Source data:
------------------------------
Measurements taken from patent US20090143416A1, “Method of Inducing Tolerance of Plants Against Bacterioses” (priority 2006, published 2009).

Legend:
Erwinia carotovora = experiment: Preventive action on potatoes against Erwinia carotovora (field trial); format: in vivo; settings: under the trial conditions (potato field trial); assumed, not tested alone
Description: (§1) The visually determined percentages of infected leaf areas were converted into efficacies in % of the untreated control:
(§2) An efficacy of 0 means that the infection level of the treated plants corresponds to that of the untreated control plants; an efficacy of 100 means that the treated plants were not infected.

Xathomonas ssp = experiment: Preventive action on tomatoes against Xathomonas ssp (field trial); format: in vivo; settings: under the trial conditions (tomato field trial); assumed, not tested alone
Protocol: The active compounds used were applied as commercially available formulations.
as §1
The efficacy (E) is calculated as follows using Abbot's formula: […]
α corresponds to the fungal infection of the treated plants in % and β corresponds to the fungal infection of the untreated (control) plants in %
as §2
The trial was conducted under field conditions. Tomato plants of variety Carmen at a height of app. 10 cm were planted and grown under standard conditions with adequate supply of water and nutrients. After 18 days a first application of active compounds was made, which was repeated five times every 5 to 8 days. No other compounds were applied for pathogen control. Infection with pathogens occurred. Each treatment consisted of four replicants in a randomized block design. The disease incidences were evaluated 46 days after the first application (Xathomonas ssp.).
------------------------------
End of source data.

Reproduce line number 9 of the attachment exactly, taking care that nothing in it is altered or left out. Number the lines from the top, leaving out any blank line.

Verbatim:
The efficacy (E) is calculated as follows using Abbot's formula: […]